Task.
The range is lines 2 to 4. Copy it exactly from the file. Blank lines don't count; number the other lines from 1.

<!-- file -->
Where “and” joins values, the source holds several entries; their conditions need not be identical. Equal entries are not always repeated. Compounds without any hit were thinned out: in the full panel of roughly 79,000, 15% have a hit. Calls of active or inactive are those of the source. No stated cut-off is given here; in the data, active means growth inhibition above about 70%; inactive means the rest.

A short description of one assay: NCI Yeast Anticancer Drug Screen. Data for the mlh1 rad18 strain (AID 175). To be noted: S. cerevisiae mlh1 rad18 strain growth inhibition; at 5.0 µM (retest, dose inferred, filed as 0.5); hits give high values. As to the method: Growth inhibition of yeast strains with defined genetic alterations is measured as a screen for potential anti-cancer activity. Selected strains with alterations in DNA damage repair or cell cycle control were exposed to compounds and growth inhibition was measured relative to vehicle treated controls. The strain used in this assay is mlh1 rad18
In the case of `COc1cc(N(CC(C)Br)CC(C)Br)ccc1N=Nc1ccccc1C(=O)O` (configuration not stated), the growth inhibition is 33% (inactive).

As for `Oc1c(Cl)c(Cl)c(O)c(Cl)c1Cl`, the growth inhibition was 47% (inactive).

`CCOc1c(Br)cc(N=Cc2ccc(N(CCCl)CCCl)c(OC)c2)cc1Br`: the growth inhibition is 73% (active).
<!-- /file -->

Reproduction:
A short description of one assay: NCI Yeast Anticancer Drug Screen. Data for the mlh1 rad18 strain (AID 175). To be noted: S. cerevisiae mlh1 rad18 strain growth inhibition; at 5.0 µM (retest, dose inferred, filed as 0.5); hits give high values. As to the method: Growth inhibition of yeast strains with defined genetic alterations is measured as a screen for potential anti-cancer activity. Selected strains with alterations in DNA damage repair or cell cycle control were exposed to compounds and growth inhibition was measured relative to vehicle treated controls. The strain used in this assay is mlh1 rad18
In the case of `COc1cc(N(CC(C)Br)CC(C)Br)ccc1N=Nc1ccccc1C(=O)O` (configuration not stated), the growth inhibition is 33% (inactive).

As for `Oc1c(Cl)c(Cl)c(O)c(Cl)c1Cl`, the growth inhibition was 47% (inactive).